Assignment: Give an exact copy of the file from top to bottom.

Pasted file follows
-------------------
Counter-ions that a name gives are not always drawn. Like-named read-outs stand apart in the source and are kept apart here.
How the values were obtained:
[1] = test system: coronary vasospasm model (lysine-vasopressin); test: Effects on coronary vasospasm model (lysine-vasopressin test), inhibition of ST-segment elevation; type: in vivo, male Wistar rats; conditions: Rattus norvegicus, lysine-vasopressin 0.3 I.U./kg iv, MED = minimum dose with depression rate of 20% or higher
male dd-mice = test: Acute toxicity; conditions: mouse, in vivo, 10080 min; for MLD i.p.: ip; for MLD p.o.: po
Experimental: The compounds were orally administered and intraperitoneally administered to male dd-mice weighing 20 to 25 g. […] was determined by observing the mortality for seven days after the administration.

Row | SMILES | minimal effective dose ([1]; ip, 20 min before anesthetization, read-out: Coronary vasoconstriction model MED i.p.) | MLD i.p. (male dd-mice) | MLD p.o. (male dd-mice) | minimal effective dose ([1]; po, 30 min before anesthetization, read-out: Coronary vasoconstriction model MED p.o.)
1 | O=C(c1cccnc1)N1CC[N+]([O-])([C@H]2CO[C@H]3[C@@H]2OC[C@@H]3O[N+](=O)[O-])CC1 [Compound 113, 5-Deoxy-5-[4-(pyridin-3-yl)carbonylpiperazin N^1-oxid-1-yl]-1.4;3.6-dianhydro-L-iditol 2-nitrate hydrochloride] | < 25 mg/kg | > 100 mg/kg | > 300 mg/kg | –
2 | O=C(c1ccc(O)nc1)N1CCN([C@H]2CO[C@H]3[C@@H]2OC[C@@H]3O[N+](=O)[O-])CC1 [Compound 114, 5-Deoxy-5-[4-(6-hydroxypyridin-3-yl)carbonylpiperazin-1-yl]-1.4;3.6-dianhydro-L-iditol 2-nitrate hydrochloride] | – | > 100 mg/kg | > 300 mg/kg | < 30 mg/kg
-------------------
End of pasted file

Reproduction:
Counter-ions that a name gives are not always drawn. Like-named read-outs stand apart in the source and are kept apart here.
How the values were obtained:
[1] = test system: coronary vasospasm model (lysine-vasopressin); test: Effects on coronary vasospasm model (lysine-vasopressin test), inhibition of ST-segment elevation; type: in vivo, male Wistar rats; conditions: Rattus norvegicus, lysine-vasopressin 0.3 I.U./kg iv, MED = minimum dose with depression rate of 20% or higher
male dd-mice = test: Acute toxicity; conditions: mouse, in vivo, 10080 min; for MLD i.p.: ip; for MLD p.o.: po
Experimental: The compounds were orally administered and intraperitoneally administered to male dd-mice weighing 20 to 25 g. […] was determined by observing the mortality for seven days after the administration.

Row | SMILES | minimal effective dose ([1]; ip, 20 min before anesthetization, read-out: Coronary vasoconstriction model MED i.p.) | MLD i.p. (male dd-mice) | MLD p.o. (male dd-mice) | minimal effective dose ([1]; po, 30 min before anesthetization, read-out: Coronary vasoconstriction model MED p.o.)
1 | O=C(c1cccnc1)N1CC[N+]([O-])([C@H]2CO[C@H]3[C@@H]2OC[C@@H]3O[N+](=O)[O-])CC1 [Compound 113, 5-Deoxy-5-[4-(pyridin-3-yl)carbonylpiperazin N^1-oxid-1-yl]-1.4;3.6-dianhydro-L-iditol 2-nitrate hydrochloride] | < 25 mg/kg | > 100 mg/kg | > 300 mg/kg | –
2 | O=C(c1ccc(O)nc1)N1CCN([C@H]2CO[C@H]3[C@@H]2OC[C@@H]3O[N+](=O)[O-])CC1 [Compound 114, 5-Deoxy-5-[4-(6-hydroxypyridin-3-yl)carbonylpiperazin-1-yl]-1.4;3.6-dianhydro-L-iditol 2-nitrate hydrochloride] | – | > 100 mg/kg | > 300 mg/kg | < 30 mg/kg